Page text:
Your Yearly Financial Health Check-Up
Just as you’d pay a visit to your doctor or take your care in for a tune-up, you need to make sure that your financial life is on the footing you deserve. But what exactly would a financial health check-up look like, and how can you tell if you’re on the road to achieving your financial goals?
Your Debt Status
Total consumer debt was at around $4 trillion in 2018. Have you decreased your share of that burden?
If you run the numbers (see above), you’ll find that the average American owes about 26% of their income to debt. That’s not ideal. You can measure your own debt status against these averages, of course, but it’s far better to measure your progress against yourself. Here are some key questions to ask:
- Aside from a home mortgage, do you hold more or less debt than you did at this point last year?
- Has your income changed? If so, has the debt you owe decreased as a percentage of your income from this point last year?
- Did you make any purposeful progress in paying off debt last year?
Your Credit Report
Your credit report is another important way to check on your financial health. The FTC points out where you can find free credit reports. If you’ve never done this before, then you’ll have a reference for your financial health dating back to last year. If not, you can still use a credit score to weigh your financial health.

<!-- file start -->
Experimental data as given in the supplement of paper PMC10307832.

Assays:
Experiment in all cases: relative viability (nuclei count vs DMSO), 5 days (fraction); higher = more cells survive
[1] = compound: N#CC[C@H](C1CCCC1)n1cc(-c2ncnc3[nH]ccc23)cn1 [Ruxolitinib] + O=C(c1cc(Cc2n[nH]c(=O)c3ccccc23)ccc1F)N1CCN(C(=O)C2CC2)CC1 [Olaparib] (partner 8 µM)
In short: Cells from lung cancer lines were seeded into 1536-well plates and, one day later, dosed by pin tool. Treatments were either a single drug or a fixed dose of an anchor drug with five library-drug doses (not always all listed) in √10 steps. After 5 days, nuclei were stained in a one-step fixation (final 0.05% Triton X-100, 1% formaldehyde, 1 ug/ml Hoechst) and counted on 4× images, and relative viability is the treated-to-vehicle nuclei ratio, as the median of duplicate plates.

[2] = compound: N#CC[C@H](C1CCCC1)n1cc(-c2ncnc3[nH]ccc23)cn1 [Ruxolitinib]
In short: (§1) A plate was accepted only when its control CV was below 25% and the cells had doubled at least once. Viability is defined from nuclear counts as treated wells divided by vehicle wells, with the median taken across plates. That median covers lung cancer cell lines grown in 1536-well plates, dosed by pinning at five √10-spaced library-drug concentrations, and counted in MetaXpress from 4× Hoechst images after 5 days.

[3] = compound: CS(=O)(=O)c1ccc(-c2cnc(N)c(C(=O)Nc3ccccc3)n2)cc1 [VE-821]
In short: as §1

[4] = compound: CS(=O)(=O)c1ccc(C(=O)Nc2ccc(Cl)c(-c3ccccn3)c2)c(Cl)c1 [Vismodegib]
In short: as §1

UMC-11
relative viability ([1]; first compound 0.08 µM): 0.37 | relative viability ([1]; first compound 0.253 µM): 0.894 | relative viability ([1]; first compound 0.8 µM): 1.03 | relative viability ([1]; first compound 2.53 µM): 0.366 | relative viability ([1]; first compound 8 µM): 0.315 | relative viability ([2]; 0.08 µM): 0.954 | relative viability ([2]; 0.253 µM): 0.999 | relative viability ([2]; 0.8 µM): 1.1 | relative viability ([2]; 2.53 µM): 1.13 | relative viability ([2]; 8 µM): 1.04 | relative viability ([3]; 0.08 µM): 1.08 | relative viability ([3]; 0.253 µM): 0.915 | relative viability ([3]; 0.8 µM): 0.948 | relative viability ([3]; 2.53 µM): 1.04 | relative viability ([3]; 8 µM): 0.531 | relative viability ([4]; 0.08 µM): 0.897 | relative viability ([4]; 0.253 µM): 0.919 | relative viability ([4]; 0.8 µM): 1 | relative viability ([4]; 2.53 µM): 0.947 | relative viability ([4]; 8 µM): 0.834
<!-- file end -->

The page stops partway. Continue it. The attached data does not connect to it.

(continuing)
Experian explains that anything above an 800 credit score is “exceptional,” with 740-799 representing “very good” and 670-739 landing you in “good.” Anything below that will make it harder to secure favorable terms for long-term loans like mortgages, which can add to your financial strain over time.
Other Areas to Check for Financial Fitness
Your debt and credit score might be two key ways to gauge your financial health, but they won’t give you a complete picture of your progress, year-over-year. Here some other things to consider as you measure your current financial fitness:
- Increase in your home’s equity. If your home value improved over the previous year, it will represent an increase in your net worth. It may also give you additional flexibility for borrowing in the future, if need be.
- The state of other investments. If you have other investments—such as through a company 401(k)—then you might find that the value of these investments has gone up while you’ve left your contributions on automatic. An increase in net worth is always a powerful indicator of stronger financial health, even if you can’t access all of this money directly.
- Simplification and consolidation. Even if you have a lot of debt, making progress on that debt sometimes starts with a simplification or consolidation plan that makes payments much more simple. At the very least, if you have debt, make sure that you create a structure that allows you to be in a better financial position next year.
Are you in good financial health? There’s no time like the present to find out.
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